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Old August 26th, 2004, 11:49 AM   #1
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Inexpensive camcorder for Log & Capture

When I do log and capture with Final Cut Pro, rather than use my expensive Sony PD 10x, I was thinking of using an inexpensive consumer camcorder to prevent wear and tear on my PD-10x. Does it make any difference to Final Cut Pro that I use a simple consumer product, if all I am doing is importing information to my computer ? Any help would be greatly appreciated.
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Old August 26th, 2004, 11:59 AM   #2
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You can use an inexpensive introductory DV camcorder. However, you will not wear out your PD-10X using it for capture.
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Old August 26th, 2004, 12:08 PM   #3
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Thank you for the quick reply Jeff. I am affraid that the constant back and forth winding and rewinding of the tape will wear the capstan and related part excessibly. That is why I thought if I used a less expensive camcorder for log and capture then I would save my more expensive camcorder. You are saying that log and capture will not cause excessive wear ? I just want to make sure I understand
Thank you for your advice.
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Old August 26th, 2004, 04:52 PM   #4
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I am surprised to hear this. I was under the impression [mostly because absolutely everyone who ever spoke about this topic echoed the same words] that you should get an inexpensive camera to use as a "deck" so the wear and tear on your primary camera is kept to a minimum.

This information cut across any brand loyalty as well. Sony users, Canon users alike said the same things.

I'd be happy to here it is not the case.
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Old August 26th, 2004, 09:52 PM   #5
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> Sony users, Canon users alike said the same things.

The cool thing about Sony ones is that they read DVCAM.
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Old August 26th, 2004, 10:32 PM   #6
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I used to own a repair facility in Cincinnati that did repairs on professional and consumer camcorders and VCR's (back when it paid to fix VCR's). I rarely if ever saw camcorders that were worn out from excessive play. The equipment today, while smaller and in some respects more fragile, are better built and use far fewer moving parts. The parts that do wear are made of superior components and are unlikely to get hard and brittle like the older components did. Probably the heads are the most likely to show signs of wear first and they are rated to around 1000 hours. Thats 8 hours a day, 5 days a week for half a year. Not going to use your camera that much, then it easy to do the math to figure out when your camera might need a major repair (replace the upper drum assembly).

Tape path alignment is usually not directly related to use. The tape path goes out of alignment more from hard knocks, bumps and mishandling. If your equipment is used on location frequently I would budget for a tape path alignment yearly.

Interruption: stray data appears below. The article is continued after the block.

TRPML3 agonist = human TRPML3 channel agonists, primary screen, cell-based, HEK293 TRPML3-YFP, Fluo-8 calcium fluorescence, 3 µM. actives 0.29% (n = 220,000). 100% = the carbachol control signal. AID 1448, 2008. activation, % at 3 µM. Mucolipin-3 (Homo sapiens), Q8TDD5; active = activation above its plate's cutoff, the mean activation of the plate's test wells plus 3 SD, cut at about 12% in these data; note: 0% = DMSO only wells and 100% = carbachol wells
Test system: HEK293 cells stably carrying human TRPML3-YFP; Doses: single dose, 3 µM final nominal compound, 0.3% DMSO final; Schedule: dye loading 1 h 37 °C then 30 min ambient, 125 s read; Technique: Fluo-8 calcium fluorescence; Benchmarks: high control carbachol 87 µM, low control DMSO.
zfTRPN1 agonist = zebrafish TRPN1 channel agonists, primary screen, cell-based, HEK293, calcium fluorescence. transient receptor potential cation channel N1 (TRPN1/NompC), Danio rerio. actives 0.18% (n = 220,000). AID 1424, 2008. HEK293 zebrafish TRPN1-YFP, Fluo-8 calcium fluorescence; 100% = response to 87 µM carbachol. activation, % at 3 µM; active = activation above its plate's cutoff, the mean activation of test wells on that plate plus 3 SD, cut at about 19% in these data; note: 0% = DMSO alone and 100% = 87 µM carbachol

Why not use a low cost camera to edit from? One reason is the they don't work near as well as a VTR. Cameras have slow response times editing and can place excessive strain on the tapes during heavy use. If your a heavy editor do yourself, your clients and your tapes a favor and get a deck. If your a light editor then don't waste your money on a camera because you're very unlikely to wear your camera out. You'll replace the camera because of old technology before you wear it out.
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Old August 28th, 2004, 12:08 PM   #7
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For around $500, the price of a budget MiniDV cam, you can pick up a JVC HR-DVS3U MiniDV/SVHS deck on eBay. I'm not sure how good these compare to more expensive VTRs, but it's low enough for me to put it on my wish list. They are FireWire compatible.
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Old August 28th, 2004, 02:06 PM   #8
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I just found out first hand the benifits of a DV deck over an inexpensive cam. I always thought the argument for the cheap dv cam made sense but this post is really benificial - makes prefect sense.

As for the deck, it works much faster and efficiently than a cheap cam. If you need to capture a lot of clips w/ specific time codes then the deck is the way to go, as I have discovered. Does anyone want to buy a Canon ZR70 now? : )
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Old August 30th, 2004, 11:40 PM   #9
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I have been using an inexpensive ($300) JVC dv camcorder for capture that has worked just fine with FCP. I would consider myself a medium to heavy editor. Everybody is always concerned about head wear but what about repeated connecting and disconnecting of the firewire cable to your expensive camcorder? A friend of mine was using his dvx-100 as a playback deck and eventually loosened the firewire connector to the point that it would not function. He had to send it back to Panasonic for repairs. If your familiar with the dvx100 you know that it takes a rather firm push to connect the firewire cable.

I'm sure a DSR11 would work much better than any camcorder, but for my money right now the JVC works and I have a cheapo camcorder for home movies and such.


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